"Mr. Heinkel is a good businessman who had a clear understanding of what he wanted and an ability to articulate it," Tobin said, adding that luck was on the farmer's side--he'd sold at the top of the market before the real estate slump hit.

Clarence remembered that as he was signing away the farm in a deal that made his family "set for life" his "heart was in his throat." But he decided he had to balance sentiment with good sense. "If I were a younger man, I'd have traded for more farmland further out and stuck with farming," he explained. "I'm not interested in this life-style. My goal has never been to make a lot of money."

Clarence was born in Rogers Park, one of six children. His father had a small cement and brickwork contracting business. Sunday outings in Cook County forest preserves stimulated Clarence's interest in nature, and during the Depression he lived and worked with relatives on a farm in Iowa. "We were out haying one day when my uncle said to his brother, 'Hey, let's play cards.' We took the horses back to the barn and went up to the house to play cards. It was the three of us and my aunt. In those days everything was homemade. She had homemade bread, cheese, and beer. I said to myself, if this is farming, then it's OK with me."

Randy Geich opened the storeroom door. "Grandpa, Grandma's on the phone." The Heinkels enticed their oldest grandson, now 33, to begin farming a decade ago by giving him a cornfield to work, then giving him an interest in the vegetable stand. Geich and his 27-year-old brother Gerald now run Randy's Vegetables. They have 80 acres in vegetables, and raise corn and soybeans on an additional 720 acres. The Geich brothers outwitted the area's most land-hungry town last fall. They had learned that Elgin, which surrounded them on three sides, wanted to forcibly annex their property. Instead they annexed their farm to Sleepy Hollow, which was on the fourth side, just two hours before the Elgin city council vote.

The brothers will be able to farm as long as they want, Clarence believes, because the real estate development slump is more severe than people realize. Of course moving equipment up and down Randall Road will become harder, especially when the tollway interchange is completed.

Edith Heinkel had called to ask Clarence to come help her baby-sit their great grandson, and he headed over to his late-model minivan. Nearby a stack of cornstalks hugged several thick-trunked oaks. Pumpkins were piled high in the middle of the big lawn, as if erupting from the earth. The fall bounty at Randy's Vegetables included mums, apples, cider, decorative corn, onions, peppers, and squash. For $4 a horse-drawn wagon would take people into the pumpkin patch to pick their own.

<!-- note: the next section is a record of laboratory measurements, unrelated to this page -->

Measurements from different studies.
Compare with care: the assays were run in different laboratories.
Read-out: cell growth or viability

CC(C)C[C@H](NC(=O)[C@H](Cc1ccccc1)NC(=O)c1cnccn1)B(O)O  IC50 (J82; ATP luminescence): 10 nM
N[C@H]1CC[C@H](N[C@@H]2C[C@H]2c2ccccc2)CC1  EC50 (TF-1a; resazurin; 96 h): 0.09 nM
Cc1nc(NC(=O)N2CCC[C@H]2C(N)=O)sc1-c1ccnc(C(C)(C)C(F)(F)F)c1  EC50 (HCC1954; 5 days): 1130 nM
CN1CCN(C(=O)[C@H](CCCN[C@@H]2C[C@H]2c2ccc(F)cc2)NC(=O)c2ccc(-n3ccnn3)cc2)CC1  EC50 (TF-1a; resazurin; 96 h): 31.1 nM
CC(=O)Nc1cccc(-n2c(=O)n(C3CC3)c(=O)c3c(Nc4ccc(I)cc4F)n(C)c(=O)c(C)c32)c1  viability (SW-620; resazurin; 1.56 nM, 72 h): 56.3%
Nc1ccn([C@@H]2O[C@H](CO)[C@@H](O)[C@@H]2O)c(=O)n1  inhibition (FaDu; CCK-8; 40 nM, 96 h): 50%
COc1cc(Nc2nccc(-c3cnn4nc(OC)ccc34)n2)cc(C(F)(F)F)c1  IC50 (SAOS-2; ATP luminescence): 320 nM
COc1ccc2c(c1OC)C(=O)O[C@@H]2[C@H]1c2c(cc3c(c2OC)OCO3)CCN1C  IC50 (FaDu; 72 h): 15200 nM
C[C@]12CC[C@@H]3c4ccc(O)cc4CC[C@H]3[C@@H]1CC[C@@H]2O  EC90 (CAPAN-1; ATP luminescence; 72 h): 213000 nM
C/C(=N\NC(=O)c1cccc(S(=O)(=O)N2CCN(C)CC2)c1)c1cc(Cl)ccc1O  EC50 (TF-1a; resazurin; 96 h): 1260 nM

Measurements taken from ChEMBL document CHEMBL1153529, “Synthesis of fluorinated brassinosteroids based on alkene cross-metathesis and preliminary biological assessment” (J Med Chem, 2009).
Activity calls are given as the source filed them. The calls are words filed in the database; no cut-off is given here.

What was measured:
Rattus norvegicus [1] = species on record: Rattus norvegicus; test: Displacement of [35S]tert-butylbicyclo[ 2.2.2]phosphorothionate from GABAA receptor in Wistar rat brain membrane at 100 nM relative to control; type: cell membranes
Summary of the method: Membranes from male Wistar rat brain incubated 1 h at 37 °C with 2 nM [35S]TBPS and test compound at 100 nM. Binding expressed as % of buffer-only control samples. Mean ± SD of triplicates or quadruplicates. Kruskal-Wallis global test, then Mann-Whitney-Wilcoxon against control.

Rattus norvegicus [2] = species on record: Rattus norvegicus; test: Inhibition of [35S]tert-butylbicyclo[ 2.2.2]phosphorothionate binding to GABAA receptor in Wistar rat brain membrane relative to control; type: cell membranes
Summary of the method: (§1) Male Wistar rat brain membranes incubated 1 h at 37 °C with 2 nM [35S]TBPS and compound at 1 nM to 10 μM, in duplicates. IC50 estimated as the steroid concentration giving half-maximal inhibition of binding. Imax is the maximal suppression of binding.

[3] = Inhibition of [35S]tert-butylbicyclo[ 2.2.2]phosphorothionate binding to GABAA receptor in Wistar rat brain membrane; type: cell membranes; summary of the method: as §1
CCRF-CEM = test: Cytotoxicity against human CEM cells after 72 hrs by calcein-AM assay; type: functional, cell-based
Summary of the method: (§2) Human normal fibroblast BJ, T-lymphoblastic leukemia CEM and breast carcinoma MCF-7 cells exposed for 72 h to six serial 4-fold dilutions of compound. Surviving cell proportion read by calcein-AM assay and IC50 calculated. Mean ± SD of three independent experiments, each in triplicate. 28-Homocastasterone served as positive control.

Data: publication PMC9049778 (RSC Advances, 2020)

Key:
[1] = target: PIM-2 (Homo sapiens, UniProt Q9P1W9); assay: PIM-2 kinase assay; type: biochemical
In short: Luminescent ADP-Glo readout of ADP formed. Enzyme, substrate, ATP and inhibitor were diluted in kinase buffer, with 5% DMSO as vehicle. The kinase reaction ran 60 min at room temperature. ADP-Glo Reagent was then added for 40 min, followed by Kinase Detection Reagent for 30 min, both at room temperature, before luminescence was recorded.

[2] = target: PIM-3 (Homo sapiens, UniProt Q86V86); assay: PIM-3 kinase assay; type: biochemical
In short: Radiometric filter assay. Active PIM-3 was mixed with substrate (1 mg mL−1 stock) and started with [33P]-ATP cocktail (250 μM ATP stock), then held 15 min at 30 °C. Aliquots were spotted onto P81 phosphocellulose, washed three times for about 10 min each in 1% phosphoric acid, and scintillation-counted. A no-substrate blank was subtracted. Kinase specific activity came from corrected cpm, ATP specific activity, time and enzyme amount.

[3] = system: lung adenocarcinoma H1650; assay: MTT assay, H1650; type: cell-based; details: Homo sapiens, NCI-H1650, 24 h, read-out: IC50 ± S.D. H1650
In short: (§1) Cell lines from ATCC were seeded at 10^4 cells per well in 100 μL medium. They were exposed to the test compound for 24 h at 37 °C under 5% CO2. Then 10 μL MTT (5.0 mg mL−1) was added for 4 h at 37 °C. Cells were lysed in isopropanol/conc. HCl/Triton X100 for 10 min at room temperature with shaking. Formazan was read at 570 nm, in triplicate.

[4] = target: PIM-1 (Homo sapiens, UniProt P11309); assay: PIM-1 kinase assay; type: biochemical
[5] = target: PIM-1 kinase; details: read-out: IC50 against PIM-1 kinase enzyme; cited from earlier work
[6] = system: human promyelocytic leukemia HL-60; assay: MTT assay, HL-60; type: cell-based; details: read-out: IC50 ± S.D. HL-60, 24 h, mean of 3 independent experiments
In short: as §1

Clarence drove along the gravel driveway past the 1854 farmhouse he and his wife have always rented out. Rather than rehab the house when they moved, they built a new house in neighboring Sleepy Hollow. The old homestead, which is listed on the Dundee Township Historic Register, is bright yellow with white trim and sits amid 160-year-old oak trees, all of which are registered on a Kane County Highway Department list of obstacles that must be removed so that Randall Road--recently anointed the county's major north-south arterial highway--can be widened to four lanes.

The light blue minivan sped south. On Clarence's left was land that Kane County will not tamper with: the backyards of the Saddle Club Estates subdivision, which has pine trees that have been growing for less than a decade. He crossed Randall Road's westbound tollway exit and then its eastbound entrance. Two new Panasonic buildings stood to the southeast, beyond the round barn that Elgin preservationists managed to save. The Teeple family's legacy will become Panasonic's equipment shed. To the southwest, set back from I-90, stands the new First Card processing facility. Abutting the tollway is a farm owned by the Bartels family, a Schaumburg-area transplant; they're holding out for big corporate dollars.

Clarence drove two miles, then turned left on a newly paved street in west Elgin. Royal Boulevard divides the last remnant of flat cropland from a line of new houses known as the Valley Creek subdivision. Actually, there's a Tyler Creek nearby, but no valley. The new houses and town houses are laid out along curved streets. An occasional mailbox shaped like a miniature barn offers the only hint of what used to be.

Clarence parked on Lyle Street next to a newly sodded lawn and a new house that Sentry Homes shows to shoppers looking for vacant lots in a development that boasts 1,200 housing units and counting. He knocked on the town-house door where his second grandson, Gerald Geich, lives with his wife and son.

As Edith opened the door, cold air and the sound of a televised baseball game blasted out. Edith, who suffers from a bad case of arthritis, looked frantic. The 17-month-old was wailing in the background--filling in for the regular baby-sitter while the child's mother was at work was clearly more than Edith had expected. She turned down the TV and gave her great grandson a cookie. Then Clarence put the toddler in the crib, and eventually he cried himself to sleep.